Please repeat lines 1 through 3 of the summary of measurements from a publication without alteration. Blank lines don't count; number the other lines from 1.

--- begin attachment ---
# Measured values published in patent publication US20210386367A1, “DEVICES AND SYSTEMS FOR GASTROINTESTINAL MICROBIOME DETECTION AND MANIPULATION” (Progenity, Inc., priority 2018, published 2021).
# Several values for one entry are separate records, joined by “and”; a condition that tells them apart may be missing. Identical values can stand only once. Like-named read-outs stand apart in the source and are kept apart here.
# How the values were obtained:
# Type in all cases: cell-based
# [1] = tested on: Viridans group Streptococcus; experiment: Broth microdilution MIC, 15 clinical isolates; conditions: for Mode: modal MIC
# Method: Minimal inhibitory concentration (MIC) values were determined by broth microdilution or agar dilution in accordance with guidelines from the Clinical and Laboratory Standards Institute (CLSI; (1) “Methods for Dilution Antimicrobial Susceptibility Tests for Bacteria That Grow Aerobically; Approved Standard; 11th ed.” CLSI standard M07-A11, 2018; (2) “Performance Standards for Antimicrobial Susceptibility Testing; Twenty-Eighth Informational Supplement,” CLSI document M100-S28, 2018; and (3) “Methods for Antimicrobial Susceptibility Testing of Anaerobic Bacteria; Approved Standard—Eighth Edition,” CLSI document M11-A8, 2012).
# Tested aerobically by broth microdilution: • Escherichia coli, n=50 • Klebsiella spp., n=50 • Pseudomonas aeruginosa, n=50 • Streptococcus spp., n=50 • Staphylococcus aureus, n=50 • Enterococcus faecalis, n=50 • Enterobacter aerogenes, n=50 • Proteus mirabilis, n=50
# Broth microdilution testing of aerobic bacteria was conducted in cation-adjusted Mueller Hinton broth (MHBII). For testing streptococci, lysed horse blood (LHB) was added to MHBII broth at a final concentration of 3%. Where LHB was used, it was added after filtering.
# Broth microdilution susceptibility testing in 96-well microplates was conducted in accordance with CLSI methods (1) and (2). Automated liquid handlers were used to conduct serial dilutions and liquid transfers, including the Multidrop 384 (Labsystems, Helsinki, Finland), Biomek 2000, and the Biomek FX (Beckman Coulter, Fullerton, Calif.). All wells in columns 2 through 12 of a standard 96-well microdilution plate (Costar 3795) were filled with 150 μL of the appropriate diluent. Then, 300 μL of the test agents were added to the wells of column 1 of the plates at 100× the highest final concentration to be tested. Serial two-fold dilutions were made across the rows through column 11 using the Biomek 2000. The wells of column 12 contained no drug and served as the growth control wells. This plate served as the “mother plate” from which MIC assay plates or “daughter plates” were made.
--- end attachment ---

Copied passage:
# Measured values published in patent publication US20210386367A1, “DEVICES AND SYSTEMS FOR GASTROINTESTINAL MICROBIOME DETECTION AND MANIPULATION” (Progenity, Inc., priority 2018, published 2021).
# Several values for one entry are separate records, joined by “and”; a condition that tells them apart may be missing. Identical values can stand only once. Like-named read-outs stand apart in the source and are kept apart here.
# How the values were obtained: